There's a lot of talk about regulatory and industry compliance these days -- especially when it comes to storage encryption. Pretty much every facet of IT is affected by this in one way or another and storage systems are no exception. Many well-intended IT professionals recommend encryption as the solution for everything, but the experienced storage administrator knows it's not that simple. The bottom line is, whether it makes good technical sense or not, storage encryption may be a viable -- if not the only realistic -- control available to lock down your sensitive information at rest.
Looking at your storage weaknesses using this method is the only reasonable way to determine what, if anything, needs to be encrypted. It's also a good way to justify budget and resources for buying and implementing new storage security technologies and provides a good source of documentation (aka CYA log) if you choose not to encrypt your information at rest.
So, you've got at least a seven-step process to go through to ensure everything's in check.
- Classify your information or, if someone else handles this process, review your organization's most recent classification documentation to ensure you know what's important and what needs the most attention.
- Determine where sensitive or otherwise "protected" information is stored in areas like your SAN/NAS environment(s), databases, local drives in servers and workstations, especially those susceptible to unauthorized access and theft like laptops, PDAs and other mobile devices, such as iPods and USB drives that can store large quantities of information.
- Determine which regulations affect this information, such as the Payment Card Industry (PCI) Data Security Standard, the Health Insurance Portability and Accountability Act (HIPAA), the Gramm-Leach-Bliley Act (GLBA) , the Sarbanes-Oxley Act (SOX) and any of the numerous international privacy regulations and state breach notification laws. Check with your compliance manager/officer for this information if you're lucky enough to have one.
- Assess your security to determine what information can be attacked and exploited with encryption not in place. Do it yourself internally or hire an outside expert that can have a fresh look at things.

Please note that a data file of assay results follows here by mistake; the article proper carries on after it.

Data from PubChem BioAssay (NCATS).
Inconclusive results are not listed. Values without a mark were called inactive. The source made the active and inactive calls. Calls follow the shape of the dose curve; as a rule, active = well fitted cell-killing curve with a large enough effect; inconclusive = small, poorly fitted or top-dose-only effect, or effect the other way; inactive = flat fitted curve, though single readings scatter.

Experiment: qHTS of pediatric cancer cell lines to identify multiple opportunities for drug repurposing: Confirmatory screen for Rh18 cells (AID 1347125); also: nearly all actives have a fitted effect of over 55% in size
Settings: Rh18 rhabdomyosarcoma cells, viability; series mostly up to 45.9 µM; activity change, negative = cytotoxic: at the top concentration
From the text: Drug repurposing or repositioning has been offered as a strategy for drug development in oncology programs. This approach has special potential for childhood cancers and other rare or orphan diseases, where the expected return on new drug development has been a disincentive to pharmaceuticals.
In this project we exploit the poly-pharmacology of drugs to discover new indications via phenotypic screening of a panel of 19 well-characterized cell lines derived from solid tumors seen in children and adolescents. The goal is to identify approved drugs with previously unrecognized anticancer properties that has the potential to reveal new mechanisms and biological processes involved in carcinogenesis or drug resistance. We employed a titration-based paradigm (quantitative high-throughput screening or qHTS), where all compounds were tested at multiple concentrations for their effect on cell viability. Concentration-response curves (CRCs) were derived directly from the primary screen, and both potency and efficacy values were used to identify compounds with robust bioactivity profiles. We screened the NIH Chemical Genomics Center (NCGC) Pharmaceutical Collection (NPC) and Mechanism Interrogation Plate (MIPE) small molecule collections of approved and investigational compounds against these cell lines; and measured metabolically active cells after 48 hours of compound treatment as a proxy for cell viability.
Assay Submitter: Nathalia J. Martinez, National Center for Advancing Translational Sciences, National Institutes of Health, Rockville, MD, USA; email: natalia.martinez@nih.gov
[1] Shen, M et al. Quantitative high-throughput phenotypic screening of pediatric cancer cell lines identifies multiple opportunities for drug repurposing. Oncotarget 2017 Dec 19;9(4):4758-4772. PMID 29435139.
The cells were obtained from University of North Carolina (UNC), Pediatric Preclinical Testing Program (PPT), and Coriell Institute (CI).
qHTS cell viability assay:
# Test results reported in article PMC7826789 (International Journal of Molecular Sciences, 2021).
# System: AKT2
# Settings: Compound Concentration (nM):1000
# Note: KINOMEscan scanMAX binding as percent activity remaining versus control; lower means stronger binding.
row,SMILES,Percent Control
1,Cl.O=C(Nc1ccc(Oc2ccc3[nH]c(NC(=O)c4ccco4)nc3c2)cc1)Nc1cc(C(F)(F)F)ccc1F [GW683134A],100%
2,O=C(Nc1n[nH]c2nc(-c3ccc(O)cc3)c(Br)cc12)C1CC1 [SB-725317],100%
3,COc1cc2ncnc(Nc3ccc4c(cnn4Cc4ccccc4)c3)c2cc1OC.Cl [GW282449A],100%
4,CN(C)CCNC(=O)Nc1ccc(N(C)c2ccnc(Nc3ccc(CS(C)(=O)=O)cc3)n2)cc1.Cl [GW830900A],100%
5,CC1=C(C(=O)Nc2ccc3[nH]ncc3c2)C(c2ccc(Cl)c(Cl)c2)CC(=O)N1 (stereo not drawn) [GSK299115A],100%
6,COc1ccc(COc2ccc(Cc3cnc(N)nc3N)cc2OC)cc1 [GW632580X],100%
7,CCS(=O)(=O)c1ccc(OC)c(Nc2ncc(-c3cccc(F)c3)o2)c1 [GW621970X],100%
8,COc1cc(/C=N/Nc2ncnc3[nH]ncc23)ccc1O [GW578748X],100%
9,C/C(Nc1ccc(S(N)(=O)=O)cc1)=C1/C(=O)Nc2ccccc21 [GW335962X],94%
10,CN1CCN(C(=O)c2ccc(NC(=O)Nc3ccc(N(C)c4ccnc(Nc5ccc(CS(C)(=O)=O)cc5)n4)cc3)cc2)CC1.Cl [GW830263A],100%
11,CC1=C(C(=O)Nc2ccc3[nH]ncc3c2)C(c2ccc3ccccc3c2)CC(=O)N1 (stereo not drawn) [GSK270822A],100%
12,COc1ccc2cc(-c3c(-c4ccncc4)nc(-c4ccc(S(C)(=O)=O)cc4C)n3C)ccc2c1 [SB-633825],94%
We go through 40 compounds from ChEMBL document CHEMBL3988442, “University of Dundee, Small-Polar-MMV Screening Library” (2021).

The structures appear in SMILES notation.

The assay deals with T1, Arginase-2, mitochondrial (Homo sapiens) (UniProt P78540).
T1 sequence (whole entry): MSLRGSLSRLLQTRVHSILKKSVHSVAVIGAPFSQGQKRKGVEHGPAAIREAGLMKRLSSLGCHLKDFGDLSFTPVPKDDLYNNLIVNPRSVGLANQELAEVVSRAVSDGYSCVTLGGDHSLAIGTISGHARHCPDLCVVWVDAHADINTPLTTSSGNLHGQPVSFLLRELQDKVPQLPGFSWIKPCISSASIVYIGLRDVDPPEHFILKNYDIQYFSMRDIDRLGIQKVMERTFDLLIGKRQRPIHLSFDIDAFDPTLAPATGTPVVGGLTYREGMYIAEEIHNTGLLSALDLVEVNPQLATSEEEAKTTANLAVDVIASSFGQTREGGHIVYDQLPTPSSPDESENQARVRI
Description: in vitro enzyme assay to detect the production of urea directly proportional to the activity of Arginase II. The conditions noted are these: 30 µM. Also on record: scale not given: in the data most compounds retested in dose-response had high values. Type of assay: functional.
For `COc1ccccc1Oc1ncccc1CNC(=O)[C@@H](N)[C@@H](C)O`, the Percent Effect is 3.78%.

- Determine other security controls that create a layered defense or could even replace encryption as a defense mechanism.
- Implement encryption controls where needed throughout your storage environment.
- Last, but not least, document what you've done to determine where storage encryption is/isn't needed and how you came to your conclusions. This safety net can make or break your job.
With a few exceptions, I've always believed that information in transit is much less susceptible to compromise than information at rest. I made a strong case for that in Securing data at rest vs. data in transit. If you come to the conclusion that you don't need storage encryption, you've probably overlooked something -- at least at the host level. There are tools available to allow anyone with physical access to a system (laptop, workstation, server, you name it) full control over the operating system and any information stored on it. This is something that I believe only encryption can solve.
Throughout this process, you'll likely determine that not everything needs to be encrypted -- at least I hope so for your sake. The only way you're going to know for sure and be able to make informed business decisions is to figure out where the weaknesses are by using tools and techniques that can get to bottom of things. Beyond this, if there's ever any doubt about whether something's at risk and storage encryption isn't a viable security control, see if you can keep the information off your systems altogether. Of course, that's easier said than done, but why not start asking tough questions like "Why does it need to be here?" and "How long do we need to keep it?" You may be pleasantly surprised and end up with some very good storage risk reduction techniques you never even thought you had.
About the author: Kevin Beaver is an independent information security consultant, speaker and expert witness with Atlanta-based Principle Logic LLC. He has more than 19 years of experience in IT and specializes in performing information security assessments revolving around compliance and IT governance. Kevin has authored/co-authored six books on information security, including Hacking For Dummies and Hacking Wireless Networks For Dummies (Wiley), as well as The Practical Guide to HIPAA Privacy and Security Compliance (Auerbach). He's also the creator of the Security On Wheels audiobook series. Kevin can be reached at kbeaver ~at~ principlelogic.com.
This was first published in April 2007